An application of stochastic interest rate models in life assurance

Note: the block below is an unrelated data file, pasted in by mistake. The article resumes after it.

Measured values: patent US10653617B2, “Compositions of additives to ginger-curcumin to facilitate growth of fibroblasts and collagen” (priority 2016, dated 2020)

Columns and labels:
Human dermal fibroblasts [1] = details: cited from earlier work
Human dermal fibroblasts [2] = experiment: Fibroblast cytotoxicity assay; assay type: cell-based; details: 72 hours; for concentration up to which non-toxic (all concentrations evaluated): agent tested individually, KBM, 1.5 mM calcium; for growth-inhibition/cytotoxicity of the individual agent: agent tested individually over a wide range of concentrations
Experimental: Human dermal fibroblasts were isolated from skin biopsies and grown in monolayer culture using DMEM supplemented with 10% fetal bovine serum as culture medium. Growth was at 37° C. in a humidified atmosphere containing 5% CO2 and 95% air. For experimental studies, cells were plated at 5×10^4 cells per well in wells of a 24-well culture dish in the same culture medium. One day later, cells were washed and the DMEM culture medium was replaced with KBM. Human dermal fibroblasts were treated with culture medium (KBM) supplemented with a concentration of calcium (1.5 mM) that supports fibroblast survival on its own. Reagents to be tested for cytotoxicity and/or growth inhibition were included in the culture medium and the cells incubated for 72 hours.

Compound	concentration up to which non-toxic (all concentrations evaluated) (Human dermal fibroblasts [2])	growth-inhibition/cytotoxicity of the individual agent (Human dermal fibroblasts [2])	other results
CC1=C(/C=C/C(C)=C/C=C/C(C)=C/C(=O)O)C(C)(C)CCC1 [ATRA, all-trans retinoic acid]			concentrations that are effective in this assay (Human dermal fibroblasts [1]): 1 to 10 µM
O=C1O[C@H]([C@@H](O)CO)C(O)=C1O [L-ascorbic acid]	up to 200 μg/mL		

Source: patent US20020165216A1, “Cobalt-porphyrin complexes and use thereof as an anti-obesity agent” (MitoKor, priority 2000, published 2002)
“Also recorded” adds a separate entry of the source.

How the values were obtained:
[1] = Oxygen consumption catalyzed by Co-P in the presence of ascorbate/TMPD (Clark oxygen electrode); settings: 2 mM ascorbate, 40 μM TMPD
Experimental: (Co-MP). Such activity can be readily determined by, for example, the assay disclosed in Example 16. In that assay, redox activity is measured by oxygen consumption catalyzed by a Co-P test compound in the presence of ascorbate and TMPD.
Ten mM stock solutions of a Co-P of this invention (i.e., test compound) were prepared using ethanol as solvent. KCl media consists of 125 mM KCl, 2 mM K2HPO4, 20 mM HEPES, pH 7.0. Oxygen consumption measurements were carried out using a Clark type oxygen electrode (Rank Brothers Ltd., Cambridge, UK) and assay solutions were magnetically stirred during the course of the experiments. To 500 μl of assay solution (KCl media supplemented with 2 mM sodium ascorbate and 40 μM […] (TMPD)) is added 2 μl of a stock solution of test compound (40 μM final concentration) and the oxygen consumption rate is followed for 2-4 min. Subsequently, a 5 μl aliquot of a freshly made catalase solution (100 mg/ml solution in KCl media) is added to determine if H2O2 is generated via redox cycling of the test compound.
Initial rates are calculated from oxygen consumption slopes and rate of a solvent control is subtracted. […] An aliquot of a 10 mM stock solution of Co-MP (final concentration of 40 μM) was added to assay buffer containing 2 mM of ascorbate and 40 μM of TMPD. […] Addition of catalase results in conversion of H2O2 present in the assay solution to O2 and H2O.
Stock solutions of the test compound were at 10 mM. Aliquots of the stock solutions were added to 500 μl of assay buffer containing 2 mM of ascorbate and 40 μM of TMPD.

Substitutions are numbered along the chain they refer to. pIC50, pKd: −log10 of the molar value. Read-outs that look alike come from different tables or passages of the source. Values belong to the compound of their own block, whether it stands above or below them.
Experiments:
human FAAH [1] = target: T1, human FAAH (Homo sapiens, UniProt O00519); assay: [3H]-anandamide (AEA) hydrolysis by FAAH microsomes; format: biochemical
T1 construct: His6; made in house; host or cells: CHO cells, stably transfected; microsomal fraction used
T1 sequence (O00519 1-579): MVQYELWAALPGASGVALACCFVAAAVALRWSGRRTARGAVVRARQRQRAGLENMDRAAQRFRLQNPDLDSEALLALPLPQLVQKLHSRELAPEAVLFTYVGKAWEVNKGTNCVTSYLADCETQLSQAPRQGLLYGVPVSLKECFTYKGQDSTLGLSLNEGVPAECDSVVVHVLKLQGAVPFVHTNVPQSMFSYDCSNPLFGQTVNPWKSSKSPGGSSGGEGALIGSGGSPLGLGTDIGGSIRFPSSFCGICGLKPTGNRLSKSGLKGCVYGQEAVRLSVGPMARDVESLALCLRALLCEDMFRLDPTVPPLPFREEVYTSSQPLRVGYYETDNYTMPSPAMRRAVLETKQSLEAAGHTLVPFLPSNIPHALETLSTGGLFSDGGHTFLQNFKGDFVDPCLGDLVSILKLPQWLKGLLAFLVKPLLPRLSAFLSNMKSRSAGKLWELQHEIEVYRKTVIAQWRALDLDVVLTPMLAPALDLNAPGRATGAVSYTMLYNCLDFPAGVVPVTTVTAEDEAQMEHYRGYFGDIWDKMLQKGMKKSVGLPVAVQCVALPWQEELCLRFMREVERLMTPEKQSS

Although assurance companies are pooling many risks, the law of large numbers does not fully apply. This leaves the companies with a possibility of insolvency and a corresponding need for contingency reserves which are matters of serious concern. In this thesis we derive some fundamental results that are useful when the time comes to set contingency reserves or to assess solvency. We use a model where both the mortality and the interest rates are random variables. We choose to model the force of interest by the Ornstein-Uhlenbeck process. For temporary assurances and endowment assurances we derive an efficient recursive method to find the first three moments of the present value of a portfolio of identical policies. We then use these moments to approximate accurately the distribution of the present value of such a portfolio, firstly when the number of policies in the portfolio tends to infinity, and secondly, for a portfolio of finite size.